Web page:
Andrew Andersen








Germany (or East Frankish Kingdom) was ruled by the Kings elected among the territorial Dukes. The first King of Germany was Conrad, Duke of Franconia (911-18) who was followed by Henry, Duke of Saxony (919-36), the founder of the Saxon Dynasty. Henry's elected successor was his son Otto (936-73) who later was called Otto the Great, due to his glorious reign.


After allying himself with the church, Otto defeated the rebellious dukes and reduced German particularism. otto and his successors started German expansion eastwards into semi-independent Slavic territories as well as Poland and Bohemia. That expansion also known as Drang nach Osten did not mean putting the territories under formal German rule only but also colonizing them with German peasants and building German cities.



Under the leadership of Otto Germany successfully ended Magyar (Hungarian) expansion in West-Central Europe by defeating them at the Battle of Lechfeld in 955.


Seven years later (962) Otto took over the Middle Kingdom and in 962 was crowned an Emperor by the Pope in Rome. That was the foundation of the Holy Roman Empire that lasted until the early 19th century and united not only German-speaking lands but also Northern and partially Central Italy. many historians however believe that the creation of the Holy Roman Empire and the involvement of the German Kings in Italian affairs and strives was drawing their attention away from Germany proper thus strengthening German particularism.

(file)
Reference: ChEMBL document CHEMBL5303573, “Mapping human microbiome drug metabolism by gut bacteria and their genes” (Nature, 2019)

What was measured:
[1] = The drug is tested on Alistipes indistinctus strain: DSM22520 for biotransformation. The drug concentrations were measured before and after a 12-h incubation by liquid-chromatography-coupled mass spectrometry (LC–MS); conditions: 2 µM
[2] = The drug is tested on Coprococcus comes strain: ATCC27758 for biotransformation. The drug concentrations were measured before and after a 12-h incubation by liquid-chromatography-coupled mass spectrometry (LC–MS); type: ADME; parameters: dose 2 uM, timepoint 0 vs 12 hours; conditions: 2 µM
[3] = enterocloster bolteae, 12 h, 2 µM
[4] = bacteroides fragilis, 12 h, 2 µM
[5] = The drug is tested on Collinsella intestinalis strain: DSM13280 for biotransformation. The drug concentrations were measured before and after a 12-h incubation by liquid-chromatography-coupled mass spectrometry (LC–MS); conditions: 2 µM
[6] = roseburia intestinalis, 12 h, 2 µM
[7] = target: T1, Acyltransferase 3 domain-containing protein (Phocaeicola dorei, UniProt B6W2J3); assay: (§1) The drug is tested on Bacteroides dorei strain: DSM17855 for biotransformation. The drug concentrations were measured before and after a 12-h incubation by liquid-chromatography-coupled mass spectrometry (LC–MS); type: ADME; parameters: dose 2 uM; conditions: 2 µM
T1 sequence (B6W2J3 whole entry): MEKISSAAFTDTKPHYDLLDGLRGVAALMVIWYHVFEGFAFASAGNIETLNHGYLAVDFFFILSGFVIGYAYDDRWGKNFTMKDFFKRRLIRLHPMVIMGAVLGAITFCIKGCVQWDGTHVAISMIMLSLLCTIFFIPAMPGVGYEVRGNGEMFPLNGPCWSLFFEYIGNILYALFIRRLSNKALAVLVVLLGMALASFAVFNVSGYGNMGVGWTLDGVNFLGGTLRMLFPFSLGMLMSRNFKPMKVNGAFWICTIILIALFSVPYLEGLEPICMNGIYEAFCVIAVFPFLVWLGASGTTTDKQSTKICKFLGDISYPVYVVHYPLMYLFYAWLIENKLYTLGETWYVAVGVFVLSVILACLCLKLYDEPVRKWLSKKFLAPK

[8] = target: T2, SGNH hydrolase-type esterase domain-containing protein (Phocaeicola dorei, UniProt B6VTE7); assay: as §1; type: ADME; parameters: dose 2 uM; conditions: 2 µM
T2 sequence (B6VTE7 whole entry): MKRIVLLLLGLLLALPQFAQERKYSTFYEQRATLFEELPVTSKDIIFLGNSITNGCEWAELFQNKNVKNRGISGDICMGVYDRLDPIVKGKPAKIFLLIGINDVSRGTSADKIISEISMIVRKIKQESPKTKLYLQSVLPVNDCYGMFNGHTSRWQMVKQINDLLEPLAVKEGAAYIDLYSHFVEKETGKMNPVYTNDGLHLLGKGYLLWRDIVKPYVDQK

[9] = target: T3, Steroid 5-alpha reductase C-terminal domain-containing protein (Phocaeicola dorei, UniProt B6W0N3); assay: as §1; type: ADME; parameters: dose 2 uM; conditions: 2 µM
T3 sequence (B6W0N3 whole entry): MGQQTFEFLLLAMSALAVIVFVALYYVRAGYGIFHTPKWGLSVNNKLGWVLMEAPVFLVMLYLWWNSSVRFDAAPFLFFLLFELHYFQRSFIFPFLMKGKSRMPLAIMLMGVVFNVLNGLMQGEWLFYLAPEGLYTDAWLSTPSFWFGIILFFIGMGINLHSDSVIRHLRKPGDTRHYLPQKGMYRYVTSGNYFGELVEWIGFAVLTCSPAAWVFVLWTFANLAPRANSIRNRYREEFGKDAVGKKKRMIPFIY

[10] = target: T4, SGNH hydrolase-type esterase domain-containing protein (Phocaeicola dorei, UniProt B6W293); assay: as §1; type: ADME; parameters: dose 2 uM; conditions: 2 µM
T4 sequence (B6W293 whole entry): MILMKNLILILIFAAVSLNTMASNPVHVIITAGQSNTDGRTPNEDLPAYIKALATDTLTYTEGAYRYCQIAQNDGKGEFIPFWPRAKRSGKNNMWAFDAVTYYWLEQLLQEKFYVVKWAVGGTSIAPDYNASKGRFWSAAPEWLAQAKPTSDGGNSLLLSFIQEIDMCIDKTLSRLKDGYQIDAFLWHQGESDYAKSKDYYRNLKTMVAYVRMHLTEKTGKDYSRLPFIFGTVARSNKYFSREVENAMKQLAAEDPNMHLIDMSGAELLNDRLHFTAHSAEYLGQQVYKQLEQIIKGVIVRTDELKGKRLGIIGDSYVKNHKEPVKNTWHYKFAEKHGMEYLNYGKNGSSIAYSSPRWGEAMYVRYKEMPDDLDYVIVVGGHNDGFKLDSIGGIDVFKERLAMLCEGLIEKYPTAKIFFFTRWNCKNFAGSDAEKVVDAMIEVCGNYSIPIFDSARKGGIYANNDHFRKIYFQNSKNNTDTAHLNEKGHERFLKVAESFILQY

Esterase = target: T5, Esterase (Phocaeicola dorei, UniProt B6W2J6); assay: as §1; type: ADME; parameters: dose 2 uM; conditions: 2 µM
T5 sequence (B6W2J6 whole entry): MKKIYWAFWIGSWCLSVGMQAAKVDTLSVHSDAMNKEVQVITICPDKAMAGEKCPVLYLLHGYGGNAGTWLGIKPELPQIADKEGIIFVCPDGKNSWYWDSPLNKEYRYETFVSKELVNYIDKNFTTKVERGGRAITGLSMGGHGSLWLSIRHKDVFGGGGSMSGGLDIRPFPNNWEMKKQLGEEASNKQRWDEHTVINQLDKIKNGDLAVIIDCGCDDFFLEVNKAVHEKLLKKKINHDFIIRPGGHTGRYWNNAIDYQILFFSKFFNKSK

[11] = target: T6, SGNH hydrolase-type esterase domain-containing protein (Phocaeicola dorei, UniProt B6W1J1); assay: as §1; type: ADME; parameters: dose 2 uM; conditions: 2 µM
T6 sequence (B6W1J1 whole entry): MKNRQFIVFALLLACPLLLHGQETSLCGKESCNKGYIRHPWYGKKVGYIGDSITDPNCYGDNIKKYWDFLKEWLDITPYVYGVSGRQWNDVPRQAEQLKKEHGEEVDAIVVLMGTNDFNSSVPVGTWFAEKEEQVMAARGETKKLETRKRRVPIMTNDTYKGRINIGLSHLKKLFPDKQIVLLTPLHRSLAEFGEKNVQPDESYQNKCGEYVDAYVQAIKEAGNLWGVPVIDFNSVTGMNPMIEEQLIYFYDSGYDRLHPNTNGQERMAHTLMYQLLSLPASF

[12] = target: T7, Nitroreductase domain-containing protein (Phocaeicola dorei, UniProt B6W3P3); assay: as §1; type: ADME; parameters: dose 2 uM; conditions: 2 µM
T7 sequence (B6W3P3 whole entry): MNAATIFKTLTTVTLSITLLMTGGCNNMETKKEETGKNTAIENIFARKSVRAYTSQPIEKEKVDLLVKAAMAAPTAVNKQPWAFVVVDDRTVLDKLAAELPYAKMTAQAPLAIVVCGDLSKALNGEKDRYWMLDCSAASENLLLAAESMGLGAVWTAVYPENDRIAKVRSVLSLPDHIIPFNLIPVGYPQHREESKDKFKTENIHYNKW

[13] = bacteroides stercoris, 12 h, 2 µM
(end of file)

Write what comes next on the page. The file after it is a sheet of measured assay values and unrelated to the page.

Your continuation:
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Source: The Penguin Atlas of World History, Vol. 1, 1974. p. 168

Flag of the

Holy Roman Empire


The Saxon dynasty continued until 1024 when the German crown was taken over by the Salians. Under the Salians, the Empire became dominant in Europe. The Salian period was also marked with the conflict between King Henry IV (1056-1106) and Gregory VII, the Pope of Rome, who questioned the concept of "Monarchy by Divine right". The conflict developed into a devastating war of 1077-1122 which resulted in the Concordat of Worms 16 years after the death of King Henry IV.




The above conflict reversed the centralization tendency in the Empire and increased the power of local lords. It was also under the Salians when the German feudal hierarchy finally formed.